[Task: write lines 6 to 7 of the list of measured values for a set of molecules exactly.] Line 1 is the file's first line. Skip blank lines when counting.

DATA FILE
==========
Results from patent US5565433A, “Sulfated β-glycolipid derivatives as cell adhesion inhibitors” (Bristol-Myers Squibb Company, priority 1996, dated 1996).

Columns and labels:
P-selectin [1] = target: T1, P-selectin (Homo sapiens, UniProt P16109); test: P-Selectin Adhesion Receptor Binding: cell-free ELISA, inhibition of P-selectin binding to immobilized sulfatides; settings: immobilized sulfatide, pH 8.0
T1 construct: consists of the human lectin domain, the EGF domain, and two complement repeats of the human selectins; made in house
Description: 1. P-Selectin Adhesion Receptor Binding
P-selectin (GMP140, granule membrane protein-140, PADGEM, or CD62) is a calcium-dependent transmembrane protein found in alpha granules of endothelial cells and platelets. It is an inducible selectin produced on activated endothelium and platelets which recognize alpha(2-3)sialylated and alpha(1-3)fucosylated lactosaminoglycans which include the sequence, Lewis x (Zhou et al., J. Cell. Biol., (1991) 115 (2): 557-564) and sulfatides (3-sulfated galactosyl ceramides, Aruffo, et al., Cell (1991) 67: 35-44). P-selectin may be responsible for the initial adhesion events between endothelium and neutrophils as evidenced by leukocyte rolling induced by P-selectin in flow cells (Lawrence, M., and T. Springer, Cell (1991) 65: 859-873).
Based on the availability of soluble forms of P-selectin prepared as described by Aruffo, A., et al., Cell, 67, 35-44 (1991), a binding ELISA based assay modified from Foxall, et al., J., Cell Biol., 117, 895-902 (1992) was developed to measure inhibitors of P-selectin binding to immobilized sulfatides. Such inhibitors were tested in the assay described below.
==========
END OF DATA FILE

P-selectin (GMP140, granule membrane protein-140, PADGEM, or CD62) is a calcium-dependent transmembrane protein found in alpha granules of endothelial cells and platelets. It is an inducible selectin produced on activated endothelium and platelets which recognize alpha(2-3)sialylated and alpha(1-3)fucosylated lactosaminoglycans which include the sequence, Lewis x (Zhou et al., J. Cell. Biol., (1991) 115 (2): 557-564) and sulfatides (3-sulfated galactosyl ceramides, Aruffo, et al., Cell (1991) 67: 35-44). P-selectin may be responsible for the initial adhesion events between endothelium and neutrophils as evidenced by leukocyte rolling induced by P-selectin in flow cells (Lawrence, M., and T. Springer, Cell (1991) 65: 859-873).
Based on the availability of soluble forms of P-selectin prepared as described by Aruffo, A., et al., Cell, 67, 35-44 (1991), a binding ELISA based assay modified from Foxall, et al., J., Cell Biol., 117, 895-902 (1992) was developed to measure inhibitors of P-selectin binding to immobilized sulfatides. Such inhibitors were tested in the assay described below.